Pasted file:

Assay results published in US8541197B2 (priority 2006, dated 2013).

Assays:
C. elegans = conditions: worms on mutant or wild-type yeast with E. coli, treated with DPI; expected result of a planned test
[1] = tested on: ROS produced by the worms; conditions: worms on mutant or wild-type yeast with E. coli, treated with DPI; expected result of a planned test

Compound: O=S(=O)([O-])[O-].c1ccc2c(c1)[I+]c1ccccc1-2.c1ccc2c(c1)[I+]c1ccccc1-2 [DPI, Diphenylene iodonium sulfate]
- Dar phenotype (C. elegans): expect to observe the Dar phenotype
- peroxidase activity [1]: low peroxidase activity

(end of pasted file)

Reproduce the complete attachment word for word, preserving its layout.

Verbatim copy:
Assay results published in US8541197B2 (priority 2006, dated 2013).

Assays:
C. elegans = conditions: worms on mutant or wild-type yeast with E. coli, treated with DPI; expected result of a planned test
[1] = tested on: ROS produced by the worms; conditions: worms on mutant or wild-type yeast with E. coli, treated with DPI; expected result of a planned test

Compound: O=S(=O)([O-])[O-].c1ccc2c(c1)[I+]c1ccccc1-2.c1ccc2c(c1)[I+]c1ccccc1-2 [DPI, Diphenylene iodonium sulfate]
- Dar phenotype (C. elegans): expect to observe the Dar phenotype
- peroxidase activity [1]: low peroxidase activity